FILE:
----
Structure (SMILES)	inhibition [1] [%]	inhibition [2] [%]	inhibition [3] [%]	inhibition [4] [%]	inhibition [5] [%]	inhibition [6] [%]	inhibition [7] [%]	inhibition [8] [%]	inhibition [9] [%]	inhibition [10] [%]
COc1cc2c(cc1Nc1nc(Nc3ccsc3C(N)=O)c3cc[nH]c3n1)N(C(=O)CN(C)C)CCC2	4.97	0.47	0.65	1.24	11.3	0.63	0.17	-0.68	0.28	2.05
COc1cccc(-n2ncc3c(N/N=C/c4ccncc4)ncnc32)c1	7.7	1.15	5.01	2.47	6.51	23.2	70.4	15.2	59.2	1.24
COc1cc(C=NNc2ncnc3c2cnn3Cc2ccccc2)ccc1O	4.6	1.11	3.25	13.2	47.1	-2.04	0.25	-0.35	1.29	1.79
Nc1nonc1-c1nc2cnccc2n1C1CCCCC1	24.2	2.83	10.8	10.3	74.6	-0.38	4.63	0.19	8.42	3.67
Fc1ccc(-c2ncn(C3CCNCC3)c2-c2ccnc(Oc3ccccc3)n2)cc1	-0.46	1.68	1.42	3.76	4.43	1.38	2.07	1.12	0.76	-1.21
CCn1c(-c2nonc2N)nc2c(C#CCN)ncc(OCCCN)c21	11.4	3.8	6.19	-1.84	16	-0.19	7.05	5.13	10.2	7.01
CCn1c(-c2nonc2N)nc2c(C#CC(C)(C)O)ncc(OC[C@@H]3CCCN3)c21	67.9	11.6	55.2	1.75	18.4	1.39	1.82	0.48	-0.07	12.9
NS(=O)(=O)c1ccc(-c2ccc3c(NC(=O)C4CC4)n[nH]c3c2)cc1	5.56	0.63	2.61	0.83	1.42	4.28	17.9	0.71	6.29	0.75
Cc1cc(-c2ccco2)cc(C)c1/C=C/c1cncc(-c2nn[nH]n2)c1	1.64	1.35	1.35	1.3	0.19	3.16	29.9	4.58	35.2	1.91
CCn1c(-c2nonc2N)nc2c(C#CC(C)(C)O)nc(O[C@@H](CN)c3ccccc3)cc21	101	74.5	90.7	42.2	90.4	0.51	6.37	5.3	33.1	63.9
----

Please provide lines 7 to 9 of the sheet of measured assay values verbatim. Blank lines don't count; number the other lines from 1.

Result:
CCn1c(-c2nonc2N)nc2c(C#CCN)ncc(OCCCN)c21	11.4	3.8	6.19	-1.84	16	-0.19	7.05	5.13	10.2	7.01
CCn1c(-c2nonc2N)nc2c(C#CC(C)(C)O)ncc(OC[C@@H]3CCCN3)c21	67.9	11.6	55.2	1.75	18.4	1.39	1.82	0.48	-0.07	12.9
NS(=O)(=O)c1ccc(-c2ccc3c(NC(=O)C4CC4)n[nH]c3c2)cc1	5.56	0.63	2.61	0.83	1.42	4.28	17.9	0.71	6.29	0.75